1st-Circuit-Column-BugA recent decision from the United States Court of Appeals for the First Circuit affirmed the protections of Massachusetts’ conditional privilege afforded to statements made by a psychiatrist to an employer in connection with a  fitness for duty evaluation by the psychiatrist.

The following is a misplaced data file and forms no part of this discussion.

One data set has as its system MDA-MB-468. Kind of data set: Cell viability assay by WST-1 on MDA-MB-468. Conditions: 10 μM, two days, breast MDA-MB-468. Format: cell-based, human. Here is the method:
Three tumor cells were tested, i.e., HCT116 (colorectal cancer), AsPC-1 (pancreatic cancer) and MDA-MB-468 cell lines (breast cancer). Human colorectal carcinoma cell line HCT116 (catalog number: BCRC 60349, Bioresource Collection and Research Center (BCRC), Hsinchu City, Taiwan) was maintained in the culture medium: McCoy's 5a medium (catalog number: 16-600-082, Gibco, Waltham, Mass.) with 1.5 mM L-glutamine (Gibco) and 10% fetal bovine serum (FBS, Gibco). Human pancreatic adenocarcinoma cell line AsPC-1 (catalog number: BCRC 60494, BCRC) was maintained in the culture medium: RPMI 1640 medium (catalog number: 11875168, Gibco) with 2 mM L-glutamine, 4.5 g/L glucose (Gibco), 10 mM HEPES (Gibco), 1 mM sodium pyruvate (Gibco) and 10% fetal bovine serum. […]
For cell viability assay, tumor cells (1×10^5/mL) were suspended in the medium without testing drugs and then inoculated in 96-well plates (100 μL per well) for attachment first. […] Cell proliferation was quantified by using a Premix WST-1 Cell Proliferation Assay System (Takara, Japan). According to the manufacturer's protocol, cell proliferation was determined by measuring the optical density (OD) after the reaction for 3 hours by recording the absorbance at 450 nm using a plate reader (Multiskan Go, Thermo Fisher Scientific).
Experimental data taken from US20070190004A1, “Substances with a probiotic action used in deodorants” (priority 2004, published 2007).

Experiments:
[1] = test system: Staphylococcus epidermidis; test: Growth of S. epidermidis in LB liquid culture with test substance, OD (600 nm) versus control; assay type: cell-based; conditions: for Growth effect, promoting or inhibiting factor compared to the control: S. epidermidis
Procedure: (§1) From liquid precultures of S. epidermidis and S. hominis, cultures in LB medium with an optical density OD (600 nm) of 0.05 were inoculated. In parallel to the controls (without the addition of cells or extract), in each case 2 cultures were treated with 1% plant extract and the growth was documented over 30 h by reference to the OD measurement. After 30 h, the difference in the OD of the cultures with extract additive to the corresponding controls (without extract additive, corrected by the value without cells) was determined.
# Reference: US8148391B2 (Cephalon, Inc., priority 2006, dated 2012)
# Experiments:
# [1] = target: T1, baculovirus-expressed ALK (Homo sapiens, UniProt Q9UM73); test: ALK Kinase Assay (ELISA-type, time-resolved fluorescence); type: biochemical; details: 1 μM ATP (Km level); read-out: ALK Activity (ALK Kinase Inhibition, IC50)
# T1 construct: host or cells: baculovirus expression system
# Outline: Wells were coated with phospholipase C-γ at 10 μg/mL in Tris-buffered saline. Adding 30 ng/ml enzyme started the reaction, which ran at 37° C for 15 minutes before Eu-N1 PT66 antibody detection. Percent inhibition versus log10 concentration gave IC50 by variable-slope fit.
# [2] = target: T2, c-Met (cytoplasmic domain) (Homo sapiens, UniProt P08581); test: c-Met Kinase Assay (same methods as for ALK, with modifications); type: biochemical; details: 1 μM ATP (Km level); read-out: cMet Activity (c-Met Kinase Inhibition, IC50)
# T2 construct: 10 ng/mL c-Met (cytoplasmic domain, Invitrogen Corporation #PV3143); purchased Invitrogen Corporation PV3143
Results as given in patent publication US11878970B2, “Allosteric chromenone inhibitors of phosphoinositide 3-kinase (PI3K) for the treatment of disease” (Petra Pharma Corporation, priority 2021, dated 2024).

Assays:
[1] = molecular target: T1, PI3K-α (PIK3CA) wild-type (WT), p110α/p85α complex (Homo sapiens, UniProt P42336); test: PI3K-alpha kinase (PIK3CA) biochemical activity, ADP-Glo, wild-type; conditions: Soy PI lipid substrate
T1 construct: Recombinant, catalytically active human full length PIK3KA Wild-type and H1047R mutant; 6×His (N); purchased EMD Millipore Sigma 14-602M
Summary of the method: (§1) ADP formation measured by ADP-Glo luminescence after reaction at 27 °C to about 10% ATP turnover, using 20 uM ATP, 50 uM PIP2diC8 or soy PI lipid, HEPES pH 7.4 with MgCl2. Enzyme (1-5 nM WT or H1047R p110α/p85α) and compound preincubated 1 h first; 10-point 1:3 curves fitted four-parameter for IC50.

In an opinion authored by Circuit Judge Bruce M. Selya on Oct. 1, 2019, the First Circuit in Zeigler v. Rater, No. 18-2150, 2019 U.S. App. LEXIS 29496, __ F.3d __ (1st Cir. Oct. 1, 2019), affirmed the district court’s entry of summary judgment in favor of the defendant Dr. Michael Rater, holding that no reasonable jury could find that Dr. Rater, a psychiatrist, abused the common law conditional privilege in Massachusetts when he disseminated an allegedly libelous report to an employer about an employee’s fitness to return to work after medical leave. In so ruling, the First Circuit provided further assurance to companies who turn to outside medical professionals when evaluating employees’ fitness-for-work. The ruling confirmed that medical professionals may reasonably consider credible “anecdotal” accounts of coworkers in evaluating an employee’s fitness and may also, to some extent, deviate from “best practices”  without losing the protections of the conditional privilege.

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